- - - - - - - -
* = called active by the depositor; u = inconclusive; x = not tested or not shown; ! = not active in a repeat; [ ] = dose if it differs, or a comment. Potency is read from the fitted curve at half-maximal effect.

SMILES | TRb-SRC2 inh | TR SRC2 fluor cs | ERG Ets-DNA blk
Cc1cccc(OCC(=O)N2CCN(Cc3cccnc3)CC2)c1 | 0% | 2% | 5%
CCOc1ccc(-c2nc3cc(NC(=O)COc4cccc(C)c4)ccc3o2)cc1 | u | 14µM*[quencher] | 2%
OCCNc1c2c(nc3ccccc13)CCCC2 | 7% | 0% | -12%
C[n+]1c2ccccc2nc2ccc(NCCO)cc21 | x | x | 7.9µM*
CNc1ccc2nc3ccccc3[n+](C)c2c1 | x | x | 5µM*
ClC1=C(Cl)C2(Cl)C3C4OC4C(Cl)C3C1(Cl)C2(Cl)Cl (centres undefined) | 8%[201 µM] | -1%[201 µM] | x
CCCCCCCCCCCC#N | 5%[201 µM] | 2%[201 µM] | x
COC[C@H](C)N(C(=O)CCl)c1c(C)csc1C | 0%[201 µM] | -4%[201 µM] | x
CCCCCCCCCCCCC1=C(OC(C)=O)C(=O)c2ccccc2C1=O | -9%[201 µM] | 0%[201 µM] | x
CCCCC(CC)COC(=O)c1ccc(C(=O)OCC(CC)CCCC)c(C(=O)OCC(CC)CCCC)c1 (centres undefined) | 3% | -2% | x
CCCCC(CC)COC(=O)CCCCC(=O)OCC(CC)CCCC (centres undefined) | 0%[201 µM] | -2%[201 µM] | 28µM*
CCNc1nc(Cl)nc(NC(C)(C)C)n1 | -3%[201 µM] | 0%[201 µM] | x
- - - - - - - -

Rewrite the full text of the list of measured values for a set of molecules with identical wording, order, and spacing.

* = called active by the depositor; u = inconclusive; x = not tested or not shown; ! = not active in a repeat; [ ] = dose if it differs, or a comment. Potency is read from the fitted curve at half-maximal effect.

SMILES | TRb-SRC2 inh | TR SRC2 fluor cs | ERG Ets-DNA blk
Cc1cccc(OCC(=O)N2CCN(Cc3cccnc3)CC2)c1 | 0% | 2% | 5%
CCOc1ccc(-c2nc3cc(NC(=O)COc4cccc(C)c4)ccc3o2)cc1 | u | 14µM*[quencher] | 2%
OCCNc1c2c(nc3ccccc13)CCCC2 | 7% | 0% | -12%
C[n+]1c2ccccc2nc2ccc(NCCO)cc21 | x | x | 7.9µM*
CNc1ccc2nc3ccccc3[n+](C)c2c1 | x | x | 5µM*
ClC1=C(Cl)C2(Cl)C3C4OC4C(Cl)C3C1(Cl)C2(Cl)Cl (centres undefined) | 8%[201 µM] | -1%[201 µM] | x
CCCCCCCCCCCC#N | 5%[201 µM] | 2%[201 µM] | x
COC[C@H](C)N(C(=O)CCl)c1c(C)csc1C | 0%[201 µM] | -4%[201 µM] | x
CCCCCCCCCCCCC1=C(OC(C)=O)C(=O)c2ccccc2C1=O | -9%[201 µM] | 0%[201 µM] | x
CCCCC(CC)COC(=O)c1ccc(C(=O)OCC(CC)CCCC)c(C(=O)OCC(CC)CCCC)c1 (centres undefined) | 3% | -2% | x
CCCCC(CC)COC(=O)CCCCC(=O)OCC(CC)CCCC (centres undefined) | 0%[201 µM] | -2%[201 µM] | 28µM*
CCNc1nc(Cl)nc(NC(C)(C)C)n1 | -3%[201 µM] | 0%[201 µM] | x